The Albums That Defined Indie Music in 2013: Solange, Saint Heron and charting R&B’s future

We finish our series by looking at the exciting path Solange and her label have charted for R&B in 2014.

- Dec 31, 2013

This year, instead of putting our favourite albums into a no-doubt 100% objective list, we're taking a deeper look at how 2013's most influential records have shaped the landscape of independent music. For the final installment, we look at the seeds Solange and Fade To Mind have sown for a big year in R&B.


More THE ALBUMS THAT DEFINED INDIE IN 2013:

HAIM's Days Are Gone and the Rise of Ariel Rechtshaid

Deafheaven's Sunbather and Metal's Blurred Lines

My Bloody Valentine, Beyoncé, and When No Promo is the Best Promo

Daft Punk's Random Access Memories and the resurgence of Nile Rogers

Kanye West's Yeezus and hunger in a famished year

Perfect Pussy and the year of the cassette tape


Last year, the critical success of The Weeknd and Frank Ocean gave year-end reflectors an easy “PBR&B” frame but this year broke that too-tidy alt-R&B conception wide open. 2013 saw a slew of new artists slip through the floodgates the two singers opened.

There’s no doubt that Solange was an early benefactor; the singer finally stepped out of her sister’s shadow with last year’s True EP. And she continued to chart her own musical course with the Saint Heron compilation, the debut release from her own Saint Records. Curated by Solange, the record gathers a who’s who of artists currently pushing the boundaries of contemporary R&B. As much as a snapshot, it's a roadmap of where the genre's going. And it’s an exciting path.

Among the singers and producers showcased is Kingdom, whose own Fade To Mind label has quietly been blurring the lines between modern R&B and dance music, as the producer did on his own Vertical XL EP. Its opening track “Bank Head” features the singer Kelela who lit up the blogosphere with her excellent Cut 4 Me mixtape, giving Los Angeles’s bass-scene the kind of crossover star that could finally put it on mainstream radars.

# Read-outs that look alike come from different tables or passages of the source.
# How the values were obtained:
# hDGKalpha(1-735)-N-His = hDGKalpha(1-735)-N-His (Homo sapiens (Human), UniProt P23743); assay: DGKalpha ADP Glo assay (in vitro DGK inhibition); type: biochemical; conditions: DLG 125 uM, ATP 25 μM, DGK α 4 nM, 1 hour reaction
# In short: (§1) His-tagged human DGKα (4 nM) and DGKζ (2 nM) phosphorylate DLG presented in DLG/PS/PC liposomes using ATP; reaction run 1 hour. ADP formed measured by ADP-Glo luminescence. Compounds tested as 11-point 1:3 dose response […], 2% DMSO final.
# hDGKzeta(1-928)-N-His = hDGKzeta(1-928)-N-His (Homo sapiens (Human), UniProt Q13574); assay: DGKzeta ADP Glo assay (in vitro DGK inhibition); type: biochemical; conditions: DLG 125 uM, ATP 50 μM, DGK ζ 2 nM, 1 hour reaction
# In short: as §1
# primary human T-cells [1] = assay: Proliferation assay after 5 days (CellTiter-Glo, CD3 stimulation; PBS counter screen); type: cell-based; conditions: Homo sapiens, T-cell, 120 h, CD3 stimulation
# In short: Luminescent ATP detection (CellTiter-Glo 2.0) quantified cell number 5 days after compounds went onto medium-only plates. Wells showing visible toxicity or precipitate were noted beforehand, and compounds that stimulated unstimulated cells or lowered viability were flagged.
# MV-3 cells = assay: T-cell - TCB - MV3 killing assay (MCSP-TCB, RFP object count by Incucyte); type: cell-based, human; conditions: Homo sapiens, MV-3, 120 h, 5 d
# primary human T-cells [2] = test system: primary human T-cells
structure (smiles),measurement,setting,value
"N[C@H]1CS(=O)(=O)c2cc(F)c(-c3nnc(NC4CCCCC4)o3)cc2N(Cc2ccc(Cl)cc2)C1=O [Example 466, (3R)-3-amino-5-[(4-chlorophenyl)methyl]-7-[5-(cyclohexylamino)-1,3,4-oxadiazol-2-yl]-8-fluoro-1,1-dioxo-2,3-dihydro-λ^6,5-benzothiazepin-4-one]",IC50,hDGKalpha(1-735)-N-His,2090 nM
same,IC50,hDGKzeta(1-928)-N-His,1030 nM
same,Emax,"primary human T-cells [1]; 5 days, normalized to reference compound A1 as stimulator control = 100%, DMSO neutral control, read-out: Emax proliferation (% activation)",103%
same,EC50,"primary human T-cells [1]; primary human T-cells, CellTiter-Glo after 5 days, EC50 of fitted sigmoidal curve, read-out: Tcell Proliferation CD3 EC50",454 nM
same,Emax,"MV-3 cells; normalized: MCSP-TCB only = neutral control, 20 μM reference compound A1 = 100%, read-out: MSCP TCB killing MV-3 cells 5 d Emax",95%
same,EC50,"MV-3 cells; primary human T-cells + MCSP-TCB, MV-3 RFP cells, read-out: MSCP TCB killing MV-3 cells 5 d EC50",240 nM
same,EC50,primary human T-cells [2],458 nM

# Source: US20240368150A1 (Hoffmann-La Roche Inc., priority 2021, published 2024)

Also present are Jhené Aiko and Sampha. After featuring on two of the best tracks from Drake’s Nothing Was The Same, both artists released strong EPs. Sampha’s Dual suggests that the soulful London crooner is finally ready to take the front seat after playing second fiddle to his collaborators over the last few years. Meanwhile, Sail Out proved that Jhené Aiko could go toe-to-toe with hip-hop’s MCs du jour; Kendrick Lamar and Childish Gambino might have outshone the singer, but her unique, sensual voice proved a strong through-line on a short EP overstuffed with guests.

Finally musical journeyman Dev Hynes, who helped shape the sound on Solange’s breakthrough, finally dropped his magnum opus as Blood Orange. Cupid Deluxe builds on Hynes’ work as a producer and songwriter, creating blissed-out pop-gems that harken back to the Purple One’s 80s heyday without coming across as a retro retread.

The Weeknd’s follow up to Trilogy was a non-starter with critics, but Kiss Land was a hit in the greater musical world. If stepping out of the shadows and signing to a major label diminished his mystique and drove him definitively into the pop world, it didn’t kill the exciting movement in the genre. Whether Solange and her new label find long-term acceptance is a question for next year, but 2013 will certainly be remembered as the year R&B’s progressive underground finally broke out of the club.


More THE ALBUMS THAT DEFINED INDIE IN 2013:

HAIM's Days Are Gone and the Rise of Ariel Rechtshaid

Deafheaven's Sunbather and Metal's Blurred Lines

My Bloody Valentine, Beyoncé, and When No Promo is the Best Promo

Daft Punk's Random Access Memories and the resurgence of Nile Rogers

Kanye West's Yeezus and hunger in a famished year

Perfect Pussy and the year of the cassette tape

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